Six Biggest Controversies Of Dana White’s UFC Career

UFC President Dana White has undoubtedly taken the sport of MMA to levels that were once incomprehensible in the early 1990s. What was once essentially a tough man competition with submissions is now backed by FOX and Reebok, and White’s efforts have arguably turned the UFC into a household name. But for every success Dana […]

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UFC President Dana White has undoubtedly taken the sport of MMA to levels that were once incomprehensible in the early 1990s.

What was once essentially a tough man competition with submissions is now backed by FOX and Reebok, and White’s efforts have arguably turned the UFC into a household name.

But for every success Dana White has had, there’s a controversy that follows. White is known for his brash and mercurial temper, and some of his behind-the-scenes dealings have tarnished both him and the UFC.

Let’s take a look back at the six biggest controversies in Dana White’s UFC career!

6. Dana White’s Mom Writes Tell-All Book About Son

Imagine your mother writing a book about how back of a person you are. Well, that’s exactly what June White did to her son, UFC President Dana White.

June wrote about Dana’s penchant for heavy gambling and womanizing, but perhaps the most damning evidence she produces is the way he treated his family after his ascent to fame and fortune. Dana’s mother says he skipped out on his grandmother’s funeral and had made promises to visit her in Florida prior to her passing.

June White says Dana never made that trip. The rest of the book seems like a bit of a mean-spirited campaign against him, but no one knows you better than your own mother.

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Jose Aldo Almost Retired After Second Max Holloway Loss

Former WEC and UFC featherweight champion Jose Aldo nearly hung up his gloves for good after his second TKO loss to current champion Max Holloway. Holloway has defeated Aldo twice in a row by TKO, most recently at lasts December’s UFC 218, and the second time almost pushed Aldo to retirement. Aldo discussed his thoughts following […]

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Former WEC and UFC featherweight champion Jose Aldo nearly hung up his gloves for good after his second TKO loss to current champion Max Holloway.

Holloway has defeated Aldo twice in a row by TKO, most recently at lasts December’s UFC 218, and the second time almost pushed Aldo to retirement.

Aldo discussed his thoughts following UFC 218 and why he’s continuing to fight as he prepares for his first non-title fight in nearly a decade (via MMA Fighting):

”After the fight, I took some time for myself, to think and stay with my family. Two weeks later, I met with my coaches, sat down with everyone. I asked what they thought, if it was time to stop or not. We decided to move forward. The next day I was in the gym.”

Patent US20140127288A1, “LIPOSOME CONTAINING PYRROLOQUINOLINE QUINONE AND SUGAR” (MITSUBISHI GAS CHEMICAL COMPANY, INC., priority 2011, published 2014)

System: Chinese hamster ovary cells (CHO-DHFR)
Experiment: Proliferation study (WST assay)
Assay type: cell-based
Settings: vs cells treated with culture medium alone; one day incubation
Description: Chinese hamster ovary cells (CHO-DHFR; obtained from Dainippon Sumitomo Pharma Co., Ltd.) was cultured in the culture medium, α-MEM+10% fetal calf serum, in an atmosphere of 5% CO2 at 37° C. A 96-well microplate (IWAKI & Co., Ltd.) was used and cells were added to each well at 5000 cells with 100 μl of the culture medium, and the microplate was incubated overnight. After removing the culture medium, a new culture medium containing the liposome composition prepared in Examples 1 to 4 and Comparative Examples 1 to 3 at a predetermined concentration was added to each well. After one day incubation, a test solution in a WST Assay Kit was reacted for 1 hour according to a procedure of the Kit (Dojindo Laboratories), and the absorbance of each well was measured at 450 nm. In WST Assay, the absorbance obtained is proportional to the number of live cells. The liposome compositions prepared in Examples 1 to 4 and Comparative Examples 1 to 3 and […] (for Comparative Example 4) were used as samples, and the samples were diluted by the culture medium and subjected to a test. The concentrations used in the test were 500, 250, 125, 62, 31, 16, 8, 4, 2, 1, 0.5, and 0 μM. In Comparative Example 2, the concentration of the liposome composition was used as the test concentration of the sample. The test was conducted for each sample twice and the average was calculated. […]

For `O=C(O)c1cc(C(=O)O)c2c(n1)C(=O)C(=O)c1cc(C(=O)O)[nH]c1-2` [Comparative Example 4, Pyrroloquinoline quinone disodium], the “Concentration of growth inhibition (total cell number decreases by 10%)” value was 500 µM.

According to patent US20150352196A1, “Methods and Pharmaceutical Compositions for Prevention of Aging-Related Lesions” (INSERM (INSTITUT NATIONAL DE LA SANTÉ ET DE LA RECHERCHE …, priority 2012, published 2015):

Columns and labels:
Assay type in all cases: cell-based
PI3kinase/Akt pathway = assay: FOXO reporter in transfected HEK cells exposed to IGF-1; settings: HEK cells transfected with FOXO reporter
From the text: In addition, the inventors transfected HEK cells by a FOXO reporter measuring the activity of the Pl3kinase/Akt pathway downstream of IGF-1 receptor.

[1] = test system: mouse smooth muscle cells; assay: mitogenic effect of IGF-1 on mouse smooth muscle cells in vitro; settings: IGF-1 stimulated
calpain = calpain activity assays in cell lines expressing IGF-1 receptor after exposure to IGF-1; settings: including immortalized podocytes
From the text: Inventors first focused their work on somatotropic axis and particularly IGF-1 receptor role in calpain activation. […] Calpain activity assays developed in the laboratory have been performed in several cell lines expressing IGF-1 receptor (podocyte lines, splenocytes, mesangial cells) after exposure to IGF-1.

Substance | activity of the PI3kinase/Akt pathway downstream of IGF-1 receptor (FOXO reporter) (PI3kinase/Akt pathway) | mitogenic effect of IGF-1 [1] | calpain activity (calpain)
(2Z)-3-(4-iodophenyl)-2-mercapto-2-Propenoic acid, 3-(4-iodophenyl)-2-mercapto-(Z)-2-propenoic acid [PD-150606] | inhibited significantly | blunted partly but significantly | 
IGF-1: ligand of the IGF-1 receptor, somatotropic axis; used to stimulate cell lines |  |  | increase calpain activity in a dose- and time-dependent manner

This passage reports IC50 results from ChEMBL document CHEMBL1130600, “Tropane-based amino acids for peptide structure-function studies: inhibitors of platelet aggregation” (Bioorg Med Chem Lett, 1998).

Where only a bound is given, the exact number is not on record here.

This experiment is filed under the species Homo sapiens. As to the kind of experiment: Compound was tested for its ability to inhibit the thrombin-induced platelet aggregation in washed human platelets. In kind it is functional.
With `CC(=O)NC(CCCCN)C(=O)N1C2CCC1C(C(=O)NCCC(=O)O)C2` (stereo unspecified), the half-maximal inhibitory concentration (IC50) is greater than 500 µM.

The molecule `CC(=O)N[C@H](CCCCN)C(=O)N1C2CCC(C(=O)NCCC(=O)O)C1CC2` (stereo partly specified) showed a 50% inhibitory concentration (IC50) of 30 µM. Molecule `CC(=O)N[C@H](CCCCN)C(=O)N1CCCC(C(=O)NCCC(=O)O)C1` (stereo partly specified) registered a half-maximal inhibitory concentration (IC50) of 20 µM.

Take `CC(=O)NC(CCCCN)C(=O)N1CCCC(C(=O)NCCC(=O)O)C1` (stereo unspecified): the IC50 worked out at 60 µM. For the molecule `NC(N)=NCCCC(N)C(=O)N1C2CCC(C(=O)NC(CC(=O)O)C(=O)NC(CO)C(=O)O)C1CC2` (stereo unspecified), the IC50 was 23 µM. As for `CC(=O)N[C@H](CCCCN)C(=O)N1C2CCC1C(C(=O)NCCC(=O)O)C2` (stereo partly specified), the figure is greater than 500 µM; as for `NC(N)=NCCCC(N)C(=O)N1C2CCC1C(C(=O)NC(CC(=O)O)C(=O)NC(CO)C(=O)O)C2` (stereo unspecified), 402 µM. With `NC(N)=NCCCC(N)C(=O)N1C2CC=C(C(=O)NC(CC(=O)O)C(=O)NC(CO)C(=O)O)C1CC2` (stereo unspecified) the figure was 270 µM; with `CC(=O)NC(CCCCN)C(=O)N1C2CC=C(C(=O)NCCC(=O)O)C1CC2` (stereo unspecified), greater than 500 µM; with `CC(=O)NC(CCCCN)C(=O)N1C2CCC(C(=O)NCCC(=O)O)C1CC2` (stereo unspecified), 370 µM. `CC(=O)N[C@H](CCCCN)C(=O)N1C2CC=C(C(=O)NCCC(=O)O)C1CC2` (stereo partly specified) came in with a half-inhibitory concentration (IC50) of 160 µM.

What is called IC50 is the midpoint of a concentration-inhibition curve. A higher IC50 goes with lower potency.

”I think I still have much wood to burn, full capacity to go there and fight for the title again. I still have four fights left in the contract. I want to do at least three this year. I want to get to the third fighting for the title, be champion again. Then, in the future, I think about retiring or not.”

Aldo entered the UFC and was immediately crowned as champion of the 145-pound division after the UFC bought and absorbed the WEC back in 2010. Aldo had been featherweight champion in the WEC and managed to reign over the weight class for six years in total.

Aldo lost his belt following a 13-second knockout loss at the hands of rival Conor McGregor at UFC 194 but managed to recapture the interim featherweight title after defeating Frankie Edgar for a second time at UFC 200.

Aldo has gone winless since the Edgar rematch and has now lost three of his last four fights by some form of knockout.

Thankfully, Aldo found his motivation to fight again after meeting with his team and coaches and is now set to fight Jeremy “Lil Heathen” Stephens in his first non-title fight in years.

Aldo and Stephens will meet in the co-main event of UFC on FOX 30 on July 28 in Calgary.

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Frank Mir Won’t Rule Out Lesnar Trilogy Because ‘Brock Likes Money’

It may sound like a remote possibility, but Frank Mir isn’t ruling out a trilogy match with longtime rival Brock Lesnar. The former UFC heavyweight champ’s rivalry with the hulking WWE champion goes back all the way to Lesnar’s UFC debut in early 2008, where Mir submitted the former NCAA wrestling champion with a perfectly-executed kneebar […]

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It may sound like a remote possibility, but Frank Mir isn’t ruling out a trilogy match with longtime rival Brock Lesnar.

The former UFC heavyweight champ’s rivalry with the hulking WWE champion goes back all the way to Lesnar’s UFC debut in early 2008, where Mir submitted the former NCAA wrestling champion with a perfectly-executed kneebar when it appeared Lesnar would smash him right into the octagon floor.

Lesnar got his revenge, of course, after he went on to become the UFC heavyweight champ, battering Mir en route to a TKO stoppage in the main event of 2009’s historic UFC 100 pay-per-view.